• Katalog der zum Ressort der Königlichen Verwaltungs-Kommission gehörigen Sammlung von Gemälden, Skulpturen und Alterthümern im Provinzial-Museumgebäude and der Prinzenstrasse Nr. 4 zu Hannover. Hannover, 1891, 100, no. 118.
  • Martin, Wilhelm.  Het leven en de werken van Gerrit Dou. Leiden, 1901. 192, no. 74.
  • Martin, Wilhelm. Gerard Dou.  Translated from Dutch by Clara Bell. London, 1902, 129, no. 130.
  • Katalog der zur Fideikommiss-Galerie des Gesamthauses Braunschweig und Lüneburg gehörigen Sammlung von Gemӓlden und Skulpturen im Provinzialmuseum Rudolf v. Bennigsenstrasse 1 zu Hannover. Hannover, 1902, 100, no. 118.
  • Eisenmann, Oscar.  Katalog der zur Fideikommiss-Galerie des Gesamthauses Braunschweig und Lüneburg gehörigen Sammlung von Gemӓlden und Skulpturen im Provinzialmuseum Rudolf v. Bennigsenstrasse 1 zu Hannover. Hannover, 1905, 47, no. 91.
  • Hofstede de Groot, Cornelis. A Catalogue Raisonné of the Works of the Most Eminent Dutch Painters of the Seventeenth Century Based on the Work of John Smith. Edited and translated   by Edward G. Hawke, 1: 361, no. 56. 8 vols. London, 1907–28. Originally published as Beschreibendes und kritisches Verzeichnis der Werke der hervorragendsten höllandischen Maler des XVII. Jahrhunderts. 10 vols. Esslingen and Paris, 1907–28.
  • Martin, Wilhelm.  Gerard Dou, sa vie et son oeuvre. Etude sur la peinture hollandaise et les marchaunds au dix septième siècle. Paris, 1911, 168, no. 31.
  • Martin, Wilhelm. Gerard Dou, des Meisters Gemälde in 247 Abbildungen. Klassiker der Kunst in Gesamtausgaben 24. Stuttgart & Berlin, 1913, 23.
  • Emmens, Jan A. “A Seventeenth-Century Theory of Art: Nature and Practice,” in Delta 12 (1969): 30–40. [later published in Looking at Seventeenth-Century Dutch Art: Realism Reconsidered. Edited by Wayne Franits, 15–20. Cambridge, 1997.].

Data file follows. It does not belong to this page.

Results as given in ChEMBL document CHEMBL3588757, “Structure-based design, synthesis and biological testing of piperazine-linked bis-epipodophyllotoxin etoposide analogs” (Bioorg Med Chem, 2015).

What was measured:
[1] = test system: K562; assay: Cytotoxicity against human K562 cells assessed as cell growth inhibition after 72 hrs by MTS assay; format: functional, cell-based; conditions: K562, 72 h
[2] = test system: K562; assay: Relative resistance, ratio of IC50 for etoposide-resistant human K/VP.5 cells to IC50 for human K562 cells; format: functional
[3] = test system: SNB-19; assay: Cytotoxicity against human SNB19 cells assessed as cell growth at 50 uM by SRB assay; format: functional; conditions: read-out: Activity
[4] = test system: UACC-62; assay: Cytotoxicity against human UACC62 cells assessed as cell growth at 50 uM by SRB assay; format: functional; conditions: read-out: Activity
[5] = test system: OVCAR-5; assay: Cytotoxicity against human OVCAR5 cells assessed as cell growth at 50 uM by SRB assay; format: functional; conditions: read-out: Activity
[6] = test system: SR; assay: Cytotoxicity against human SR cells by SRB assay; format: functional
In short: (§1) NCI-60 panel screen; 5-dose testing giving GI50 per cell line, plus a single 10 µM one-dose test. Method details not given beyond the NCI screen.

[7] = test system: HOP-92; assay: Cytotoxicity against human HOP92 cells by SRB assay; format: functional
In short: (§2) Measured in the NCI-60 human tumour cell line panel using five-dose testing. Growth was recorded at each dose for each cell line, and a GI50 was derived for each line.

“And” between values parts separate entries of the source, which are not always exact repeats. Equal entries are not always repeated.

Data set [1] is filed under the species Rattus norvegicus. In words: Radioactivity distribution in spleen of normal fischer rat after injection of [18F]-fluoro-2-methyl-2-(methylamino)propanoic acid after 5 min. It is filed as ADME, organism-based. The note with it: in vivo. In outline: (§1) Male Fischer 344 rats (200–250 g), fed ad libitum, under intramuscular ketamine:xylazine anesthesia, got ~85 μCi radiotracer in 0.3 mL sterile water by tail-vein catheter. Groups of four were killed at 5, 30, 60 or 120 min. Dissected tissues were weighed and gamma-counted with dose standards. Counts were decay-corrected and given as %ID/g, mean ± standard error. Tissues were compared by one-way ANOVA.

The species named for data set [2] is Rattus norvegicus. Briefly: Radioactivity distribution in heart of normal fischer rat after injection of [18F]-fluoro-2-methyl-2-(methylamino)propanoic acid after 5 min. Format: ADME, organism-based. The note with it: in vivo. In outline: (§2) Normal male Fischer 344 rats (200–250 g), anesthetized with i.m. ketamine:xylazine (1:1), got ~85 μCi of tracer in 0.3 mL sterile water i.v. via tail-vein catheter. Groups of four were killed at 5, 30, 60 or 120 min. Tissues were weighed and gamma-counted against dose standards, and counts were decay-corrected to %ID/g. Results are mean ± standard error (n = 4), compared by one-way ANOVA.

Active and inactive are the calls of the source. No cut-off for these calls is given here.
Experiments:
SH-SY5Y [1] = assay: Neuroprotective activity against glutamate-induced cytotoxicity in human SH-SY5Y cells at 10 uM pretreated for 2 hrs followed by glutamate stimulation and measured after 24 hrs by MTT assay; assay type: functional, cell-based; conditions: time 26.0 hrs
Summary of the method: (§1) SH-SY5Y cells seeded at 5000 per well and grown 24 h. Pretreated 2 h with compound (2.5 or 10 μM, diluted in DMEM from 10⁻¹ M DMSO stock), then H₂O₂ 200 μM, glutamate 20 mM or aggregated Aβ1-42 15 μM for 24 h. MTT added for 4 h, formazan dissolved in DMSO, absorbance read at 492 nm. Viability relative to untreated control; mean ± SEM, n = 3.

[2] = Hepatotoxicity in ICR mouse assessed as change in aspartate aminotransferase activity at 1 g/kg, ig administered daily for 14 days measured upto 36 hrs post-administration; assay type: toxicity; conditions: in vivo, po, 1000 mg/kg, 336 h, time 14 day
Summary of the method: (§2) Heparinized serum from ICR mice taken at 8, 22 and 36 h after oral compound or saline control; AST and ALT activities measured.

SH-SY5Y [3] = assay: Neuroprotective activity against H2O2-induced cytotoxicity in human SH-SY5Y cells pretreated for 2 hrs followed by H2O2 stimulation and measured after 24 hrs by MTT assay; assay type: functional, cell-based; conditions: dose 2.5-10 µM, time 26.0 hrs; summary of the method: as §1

• Emmens, Jan A. “Natuur, onderwijzing en oefening bij een drieluik van Gerrit Dou.” In Kunsthistorische Opstellen.  Amsterdam, 1981, 2: 5–22 (first published in Album Discipulorum Prof. G. van Gelder. Utrecht, 1963, 125–63).
  • Baer, Ronni. “The Paintings of Gerrit Dou (1613–1675)”. 3 vols. PhD diss. New York University, 1990, Appendix A, as ‘untraced works.’
  • Hecht, Peter. “Gerrit Dou’s Braamkamp Triptych Reconsidered: A Skeptical View of Its ‘Allegorical’ Meaning.” In Shop Talk: Studies in Honor of Seymour Slive. Edited by Cynthia P. Schneider, William W. Robinson, and Alice I. Davies, 100–2; 321–23, fig. 4.  Cambridge, 1995.
  • Laabs, Annegret, and Christoph Schölzel. The Leiden fijnschilders from Dresden. Edited by Christiaan Vogelaar, 78, n. 152. Exh. cat. Leiden, Stedelijk Museum de Lakenhal. Zwolle, 2000.
  • Buvelot, Quentin.  “Old Man Sharpening His Pen.” In Frans van Mieris 1635-1681. Edited by Quentin Buvelot, 73, under nos. 1-2.  Exh. cat. The Hague, Mauritshuis; Washington, D.C., National Gallery of Art.  New Haven, 2005.
  • Surh, Dominique. “A Scholar Sharpening His Quill.” In Communication: Visualizing the Human Connection in the Age of Vermeer. Edited by Arthur K. Wheelock Jr., 64–6, no. 12. Exh. cat. Kyoto, Kyoto Municipal Museum of Art; Miyagi, Miyagi Museum of Art; Tokyo, Bunkamura Museum of Art. Tokyo, 2011.
  • Surh, Dominique, Ilona van Tuinen, and John Twilley. “Insights from Technical Analysis on a Group of Paintings by Gerrit Dou in the Leiden Collection.” JHNA 6:1 (Winter 2014): 1, 3, 5, 7, 10-11, figs. 1a-b, 15, 26, 27a-b, 28a-c, 48. DOI:10.5092/jhna.2014.6.1.3
  • Hecht, Peter. “Beschränkung wird Marke: Spezialisierung in der Malerei des Godefridus Schalcken.” Wallraf-Richartz-Jarbuch 77 (2016): 278, no. 9.
  • Yeager-Crasselt, Lara. “Rembrandt and His Time: China and the Dutch Republic in the Golden Age.” In Rembrandt and His Time: Masterpieces from The Leiden Collection. Edited by Lara Yeager-Crasselt, 10; 14, no. 27. Translated by Li Ying. Exh. cat. Beijing, National Museum of China. Beijing, 2017
  • Yeager-Crasselt, Lara. “Child’s Lesson.” In Rembrandt and His Time: Masterpieces from The Leiden Collection. Edited by Lara Yeager-Crasselt, 74–75; 178, no. 27. Translated by Li Ying. Exh. cat. Beijing, National Museum of China. Beijing, 2017.
  • Journal of National Museum of China 169, no. 8 (2017): back cover.